The powder is then run through a concentration circuit that looks like an industrial mud bath. After this step, the concentrate is run through a process that removes some of the water, yielding a product that has the consistency of clay. The concentrate is then taken in batches and spread across what looks like a parking lot to dry in the sun.
When the concentrate has dried enough, it is scooped up with a front-end loader and dumped into trucks that bring it to a smelter. The dried concentrate is the final product from the mine and mill. It is at the smelter where the concentrate is processed into zinc, silver and lead ingots.
Day Three: Exploring The Mamatla District
About a year ago, IMPACT hired a senior geologist who has been dedicated to the formidable task of assimilating data regarding the old mine workings on their properties. In that time, the number of known workings has increased from fewer than two hundred to over nine hundred. IMPACT expects that number to grow to over two thousand by the time the survey is complete and that this effort will require approximately two more years.
Information about locations of old workings come from: walking the properties, speaking to miners in the local population, speaking with farmers, historical data that was acquired from the previous operators of the Guadalupe mine and data obtained from Valerie Gold.
As IMPACT inventories these workings, information about them is fed into a Geological Information System (GIS). The information being collected includes: the condition of the working (collapsed, intact), size of the working and sample grades of mineralization. As the pictures below depict, the areas hosting a large number of workings are beginning to look like blurs. When an old working has been located, field work includes:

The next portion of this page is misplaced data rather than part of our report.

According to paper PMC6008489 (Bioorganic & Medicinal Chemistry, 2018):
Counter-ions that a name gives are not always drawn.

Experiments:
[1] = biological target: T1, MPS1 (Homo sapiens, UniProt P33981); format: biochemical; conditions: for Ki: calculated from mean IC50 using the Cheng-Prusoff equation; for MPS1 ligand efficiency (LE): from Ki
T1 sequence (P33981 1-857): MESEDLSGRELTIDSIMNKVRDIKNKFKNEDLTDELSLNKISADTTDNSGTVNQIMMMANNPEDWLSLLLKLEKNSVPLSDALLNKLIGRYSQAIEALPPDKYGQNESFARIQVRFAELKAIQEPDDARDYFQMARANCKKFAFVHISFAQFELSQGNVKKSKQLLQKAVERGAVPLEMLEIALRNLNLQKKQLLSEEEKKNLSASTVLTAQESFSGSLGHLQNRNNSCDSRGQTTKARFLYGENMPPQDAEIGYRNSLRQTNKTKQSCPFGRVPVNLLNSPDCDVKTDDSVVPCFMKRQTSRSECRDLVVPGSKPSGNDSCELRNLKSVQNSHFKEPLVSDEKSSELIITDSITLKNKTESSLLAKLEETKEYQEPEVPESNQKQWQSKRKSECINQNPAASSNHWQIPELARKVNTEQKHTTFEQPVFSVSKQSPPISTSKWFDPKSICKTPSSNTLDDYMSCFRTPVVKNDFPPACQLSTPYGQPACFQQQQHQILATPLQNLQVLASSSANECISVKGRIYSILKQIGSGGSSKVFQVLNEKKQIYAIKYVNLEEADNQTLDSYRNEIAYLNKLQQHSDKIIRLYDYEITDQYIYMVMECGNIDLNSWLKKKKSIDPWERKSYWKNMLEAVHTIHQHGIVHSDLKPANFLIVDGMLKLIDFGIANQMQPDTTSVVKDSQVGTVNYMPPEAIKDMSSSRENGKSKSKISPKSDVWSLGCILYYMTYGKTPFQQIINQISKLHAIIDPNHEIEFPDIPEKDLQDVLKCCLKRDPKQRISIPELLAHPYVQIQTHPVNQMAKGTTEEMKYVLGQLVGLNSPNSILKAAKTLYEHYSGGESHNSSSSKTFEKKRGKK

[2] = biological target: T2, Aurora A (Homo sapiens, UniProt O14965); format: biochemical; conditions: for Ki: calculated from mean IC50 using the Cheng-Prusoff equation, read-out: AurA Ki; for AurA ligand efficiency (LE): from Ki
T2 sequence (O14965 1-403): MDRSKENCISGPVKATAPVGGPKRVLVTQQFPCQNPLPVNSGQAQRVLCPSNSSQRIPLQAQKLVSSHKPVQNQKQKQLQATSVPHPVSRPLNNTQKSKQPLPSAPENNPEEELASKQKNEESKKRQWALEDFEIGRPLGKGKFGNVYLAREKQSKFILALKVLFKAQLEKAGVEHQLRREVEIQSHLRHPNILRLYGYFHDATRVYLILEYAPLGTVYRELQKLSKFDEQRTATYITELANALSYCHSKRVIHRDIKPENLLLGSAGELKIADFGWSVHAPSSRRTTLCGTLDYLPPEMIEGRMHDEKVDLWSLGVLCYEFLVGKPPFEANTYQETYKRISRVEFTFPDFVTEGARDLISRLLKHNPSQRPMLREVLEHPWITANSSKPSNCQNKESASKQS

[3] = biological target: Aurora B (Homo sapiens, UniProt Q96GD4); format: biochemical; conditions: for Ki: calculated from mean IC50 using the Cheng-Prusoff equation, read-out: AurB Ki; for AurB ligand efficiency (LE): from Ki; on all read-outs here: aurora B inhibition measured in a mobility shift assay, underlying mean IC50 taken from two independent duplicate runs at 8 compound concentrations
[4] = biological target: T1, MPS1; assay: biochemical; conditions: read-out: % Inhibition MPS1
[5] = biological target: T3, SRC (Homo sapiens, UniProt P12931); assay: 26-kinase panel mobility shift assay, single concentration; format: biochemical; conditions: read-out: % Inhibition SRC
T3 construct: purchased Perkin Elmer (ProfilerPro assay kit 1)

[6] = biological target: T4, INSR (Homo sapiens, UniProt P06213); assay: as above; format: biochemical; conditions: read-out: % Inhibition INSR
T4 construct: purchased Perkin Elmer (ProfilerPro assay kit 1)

- digging it out
- draining the water
- sampling the rock
- mapping the site
For the Mamatla district, the company has compiled 27,000 assays and analyses. Each analysis has 40 cells associated with it, so this effort is amassing an enormous amount of data and they are still relatively early on in the process. As they are still collecting data on the workings that have already been identified, IMPACT is not actively adding to the list. Even without an active search effort underway, they are still adding 10-14 new occurrences every week.
Previous Work At Mamatla
Mamatla was previously explored by Valerie Gold, in the mid-1990’s. The company spent over $10 million exploring and developing the Aurora and Capire deposits, but were not able to bring them into production. The main reason why they were not able to proceed to production is that they had spent the money they raised quickly in order to capitalize on what was a hot market at the time. Then the Bre-X scandal rocked the industry and it was impossible for most juniors to raise additional funds after that.